INDIA-TIBET RELATIONS COMPLICATED BY PAKISTAN’S INVASION OF KASHMIR IN OCTOBER 1947
In my analysis, India-Tibet relations from the very beginning were impacted by Pakistan’s invasion of Kashmir in October 1947.
The Kashmir issue poses a great danger severely undermining India’s ability to exercise full freedom to formulate an independent Tibet Policy. India needs the support of the United States to counter China’s military superiority and at the same time, India has to balance the US involvement in Kashmir in support of Pakistan’s aggression.
Rudra Narasimham Rebbapragada
SPECIAL FRONTIER FORCE
Review: Tibet: When the Gods Spoke by Claude Arpi
Claude Arpi shows that the 1954 Panchsheel Agreement’s guiding principle of non-interference in and respect for each other’s territorial integrity left China to do in Tibet whatever it willed
Updated: Aug 17, 2019 10:10 IST
Claude Arpi’s third volume on relations between India and Tibet covers the deepening Chinese penetration of the plateau and Beijing’s administrative and military consolidation there. The freehand given to China in its consolidation in Tibet was made possible when the two Asian giants signed the Panchsheel Agreement on Tibet in 1954. This was the document with which India withdrew its effective presence in Tibet in the form of two trade agencies and military escorts, though India’s mission in Lhasa operated as before. The agreement’s guiding principle of non-interference in and respect for each other’s territorial integrity left China to do in Tibet whatever it willed. Beijing imposed land ‘reforms’ and new leadership and administrative structure that led to the 1959 uprising against Chinese rule.
Digging deep into India’s national archival treasure trove, Claude Arpi has pulled out a real gem. This gem is the assessment of the various Indian officers, and of the character and motives of those figures, both political and spiritual, within the Tibetan leadership structure. The comments by India’s Tibet hands include the urgent need for Tibet to reform its social structure, making it fair and just for all Tibetans. This Indian examination of the strength and weakness of the Tibetan leadership came for closer scrutiny when the Dalai and Panchen Lamas visited India in 1956 for the Buddha Jayanti commemorations.
These lengthy and fascinating reports were submitted to New Delhi by Apa Pant, the political officer based in Gangtok, who dealt with affairs of Tibet, Bhutan and Sikkim, PN Menon, the former Indian consul general in Lhasa, and PN Luthra, special officer of border areas in the Ministry of External Affairs.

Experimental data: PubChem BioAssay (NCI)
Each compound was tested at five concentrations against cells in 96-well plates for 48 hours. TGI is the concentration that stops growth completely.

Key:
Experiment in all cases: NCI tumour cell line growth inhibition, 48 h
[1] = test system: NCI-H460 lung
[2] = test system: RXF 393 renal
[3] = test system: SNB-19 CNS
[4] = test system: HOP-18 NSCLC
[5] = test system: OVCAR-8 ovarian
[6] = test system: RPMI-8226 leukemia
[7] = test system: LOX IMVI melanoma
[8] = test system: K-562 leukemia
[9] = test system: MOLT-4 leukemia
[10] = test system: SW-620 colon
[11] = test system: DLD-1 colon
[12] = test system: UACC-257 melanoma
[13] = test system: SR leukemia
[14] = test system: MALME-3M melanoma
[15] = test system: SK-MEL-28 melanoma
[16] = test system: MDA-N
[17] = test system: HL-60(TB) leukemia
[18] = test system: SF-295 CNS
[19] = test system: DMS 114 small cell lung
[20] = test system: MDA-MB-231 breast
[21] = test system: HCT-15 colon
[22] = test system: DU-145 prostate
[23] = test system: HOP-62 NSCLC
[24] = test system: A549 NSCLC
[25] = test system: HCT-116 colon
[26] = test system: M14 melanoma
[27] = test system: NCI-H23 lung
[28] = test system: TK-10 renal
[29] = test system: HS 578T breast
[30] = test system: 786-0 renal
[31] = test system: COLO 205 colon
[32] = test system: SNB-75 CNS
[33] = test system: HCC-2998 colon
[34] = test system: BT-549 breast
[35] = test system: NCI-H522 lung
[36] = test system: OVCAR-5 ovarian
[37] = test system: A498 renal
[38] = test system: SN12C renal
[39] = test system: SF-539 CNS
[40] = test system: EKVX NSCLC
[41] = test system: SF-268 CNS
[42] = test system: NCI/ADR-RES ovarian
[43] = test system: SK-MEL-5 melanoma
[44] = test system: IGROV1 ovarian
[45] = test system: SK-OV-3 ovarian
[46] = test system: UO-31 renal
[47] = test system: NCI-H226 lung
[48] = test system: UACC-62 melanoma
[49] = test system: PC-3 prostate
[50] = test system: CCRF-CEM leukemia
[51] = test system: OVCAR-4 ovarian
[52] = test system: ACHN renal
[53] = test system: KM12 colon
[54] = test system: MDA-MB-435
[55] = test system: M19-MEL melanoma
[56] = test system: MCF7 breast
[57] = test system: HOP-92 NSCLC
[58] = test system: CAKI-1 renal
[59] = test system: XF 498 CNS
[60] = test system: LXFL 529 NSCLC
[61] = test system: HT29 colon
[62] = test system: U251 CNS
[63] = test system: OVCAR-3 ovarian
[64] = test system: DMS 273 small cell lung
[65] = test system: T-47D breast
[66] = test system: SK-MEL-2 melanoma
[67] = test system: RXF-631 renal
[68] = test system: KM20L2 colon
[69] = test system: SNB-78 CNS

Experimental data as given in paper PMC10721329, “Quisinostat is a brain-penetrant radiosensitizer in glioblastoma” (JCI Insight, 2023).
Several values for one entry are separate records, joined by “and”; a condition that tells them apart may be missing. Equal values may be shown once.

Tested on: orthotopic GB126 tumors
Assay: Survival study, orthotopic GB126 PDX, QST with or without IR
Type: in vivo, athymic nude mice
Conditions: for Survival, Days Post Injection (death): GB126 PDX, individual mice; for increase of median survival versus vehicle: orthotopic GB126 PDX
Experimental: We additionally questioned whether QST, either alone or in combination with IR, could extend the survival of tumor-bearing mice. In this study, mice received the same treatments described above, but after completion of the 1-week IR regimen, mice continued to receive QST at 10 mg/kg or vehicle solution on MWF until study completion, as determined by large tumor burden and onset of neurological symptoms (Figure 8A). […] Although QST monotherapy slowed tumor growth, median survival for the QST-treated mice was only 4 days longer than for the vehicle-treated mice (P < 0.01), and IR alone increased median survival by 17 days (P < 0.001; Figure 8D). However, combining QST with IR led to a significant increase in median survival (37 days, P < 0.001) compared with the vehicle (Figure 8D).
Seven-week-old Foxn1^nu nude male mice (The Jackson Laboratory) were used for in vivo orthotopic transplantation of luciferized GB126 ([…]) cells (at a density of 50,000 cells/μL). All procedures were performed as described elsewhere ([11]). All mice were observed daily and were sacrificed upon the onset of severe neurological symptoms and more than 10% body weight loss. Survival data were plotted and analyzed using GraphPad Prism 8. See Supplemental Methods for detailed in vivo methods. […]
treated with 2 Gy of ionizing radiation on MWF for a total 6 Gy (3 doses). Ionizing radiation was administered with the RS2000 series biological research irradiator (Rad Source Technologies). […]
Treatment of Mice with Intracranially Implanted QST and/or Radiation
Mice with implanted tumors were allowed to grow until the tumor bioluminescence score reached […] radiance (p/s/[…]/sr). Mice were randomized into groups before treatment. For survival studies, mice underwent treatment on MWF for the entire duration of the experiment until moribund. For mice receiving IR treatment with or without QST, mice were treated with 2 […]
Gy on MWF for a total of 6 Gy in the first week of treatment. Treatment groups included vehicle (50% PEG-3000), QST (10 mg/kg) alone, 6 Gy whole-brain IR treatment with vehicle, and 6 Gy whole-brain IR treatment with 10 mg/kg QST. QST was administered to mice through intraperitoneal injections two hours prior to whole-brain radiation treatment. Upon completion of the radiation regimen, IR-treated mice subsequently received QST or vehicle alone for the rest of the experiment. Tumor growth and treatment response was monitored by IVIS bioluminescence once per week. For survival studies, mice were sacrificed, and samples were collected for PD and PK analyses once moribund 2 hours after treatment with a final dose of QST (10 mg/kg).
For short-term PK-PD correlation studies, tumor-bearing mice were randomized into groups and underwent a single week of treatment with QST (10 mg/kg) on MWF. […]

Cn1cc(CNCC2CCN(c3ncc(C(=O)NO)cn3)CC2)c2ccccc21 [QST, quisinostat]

Apa Pant also suggested that “The Chinese have also a doctrine of social revolution and change which they are certain will help the common man. The Tibetans shall have to have an equally powerful dynamic policy of social change.”
Apa Pant made this fearful prediction. With China creating the conditions for the settlement of Tibet by Chinese migrants, “Tibet, as we know it today, will be annihilated, the process for its complete absorption into China (has) started.”
As for the time he spent with the Panchen Lama, Luthra wrote, “At a certain stage of the tour, it became possible to freely and frankly discuss any matter, however delicate, with the Panchen Lama himself or some of his principal associates.” Luthra was impressed by the Panchen Lama’s ability to recognize faces. He was, Luthra wrote, careful to “recognize the humbler staff such as motor drivers and dispatch-riders.” The Panchen Lama told Luthra that he did not believe in the “superstitious practices of Tibetan society. The Dalai Lama’s consultation with his oracle to decide the date of his departure to India had caused the Panchen Lama much amusement.” Luthra wrote, “I once asked the Panchen Lama what it felt like to be the incarnation of Amitabha. He replied that he had no such consciousness nor does he possess any supernatural powers. He struck me as a man without pretensions.”
According to Luthra, despite the traditional rivalry between Lhasa and Shigatse and the court politics of the two Lamas, “There seems to exist personal friendly accord as one would imagine between two youths who have so much in common… I have seen them cutting jokes, thumping each other’s backs and exchanging warm greetings.”
The third major voice to offer his commentary on the Tibetan political scene is that of PN Menon. He spent two years as India’s consul general in Tibet. In 1956 he was assigned to the Dalai Lama’s party. According to Menon, the weakness of the Tibetan struggle was “the real lack of a sense of unity and political consciousness in the way we understand it. At times the conflicting advice seemed to make the Dalai Lama rather confused…” But according to Menon, the Tibetan leader’s basic common sense seemed to “guide him away from the pitfalls of some of the advice offered.”
Thubten Samphel is an independent researcher and a former director of the Tibet Policy Institute
First Published: Aug 16, 2019, 18:31 IST